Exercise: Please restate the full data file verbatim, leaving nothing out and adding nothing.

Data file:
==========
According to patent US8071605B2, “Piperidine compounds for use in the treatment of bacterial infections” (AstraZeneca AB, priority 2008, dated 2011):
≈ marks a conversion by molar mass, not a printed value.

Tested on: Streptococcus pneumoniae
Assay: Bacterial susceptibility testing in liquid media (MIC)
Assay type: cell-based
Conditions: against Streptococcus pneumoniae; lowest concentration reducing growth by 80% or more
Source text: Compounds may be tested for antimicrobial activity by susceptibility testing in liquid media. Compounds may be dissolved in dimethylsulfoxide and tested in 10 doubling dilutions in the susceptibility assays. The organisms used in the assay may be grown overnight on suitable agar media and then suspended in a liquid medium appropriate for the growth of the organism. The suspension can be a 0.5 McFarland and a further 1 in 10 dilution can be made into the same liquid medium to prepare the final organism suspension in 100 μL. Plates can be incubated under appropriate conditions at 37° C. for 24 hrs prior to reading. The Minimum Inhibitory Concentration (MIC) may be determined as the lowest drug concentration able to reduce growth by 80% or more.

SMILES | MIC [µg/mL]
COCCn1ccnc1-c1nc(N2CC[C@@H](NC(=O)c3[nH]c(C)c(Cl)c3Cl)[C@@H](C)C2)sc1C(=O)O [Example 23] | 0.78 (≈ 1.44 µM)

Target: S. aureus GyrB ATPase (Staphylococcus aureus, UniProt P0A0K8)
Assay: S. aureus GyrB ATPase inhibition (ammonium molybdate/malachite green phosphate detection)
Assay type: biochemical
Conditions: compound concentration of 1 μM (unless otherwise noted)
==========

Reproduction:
According to patent US8071605B2, “Piperidine compounds for use in the treatment of bacterial infections” (AstraZeneca AB, priority 2008, dated 2011):
≈ marks a conversion by molar mass, not a printed value.

Tested on: Streptococcus pneumoniae
Assay: Bacterial susceptibility testing in liquid media (MIC)
Assay type: cell-based
Conditions: against Streptococcus pneumoniae; lowest concentration reducing growth by 80% or more
Source text: Compounds may be tested for antimicrobial activity by susceptibility testing in liquid media. Compounds may be dissolved in dimethylsulfoxide and tested in 10 doubling dilutions in the susceptibility assays. The organisms used in the assay may be grown overnight on suitable agar media and then suspended in a liquid medium appropriate for the growth of the organism. The suspension can be a 0.5 McFarland and a further 1 in 10 dilution can be made into the same liquid medium to prepare the final organism suspension in 100 μL. Plates can be incubated under appropriate conditions at 37° C. for 24 hrs prior to reading. The Minimum Inhibitory Concentration (MIC) may be determined as the lowest drug concentration able to reduce growth by 80% or more.

SMILES | MIC [µg/mL]
COCCn1ccnc1-c1nc(N2CC[C@@H](NC(=O)c3[nH]c(C)c(Cl)c3Cl)[C@@H](C)C2)sc1C(=O)O [Example 23] | 0.78 (≈ 1.44 µM)

Target: S. aureus GyrB ATPase (Staphylococcus aureus, UniProt P0A0K8)
Assay: S. aureus GyrB ATPase inhibition (ammonium molybdate/malachite green phosphate detection)
Assay type: biochemical
Conditions: compound concentration of 1 μM (unless otherwise noted)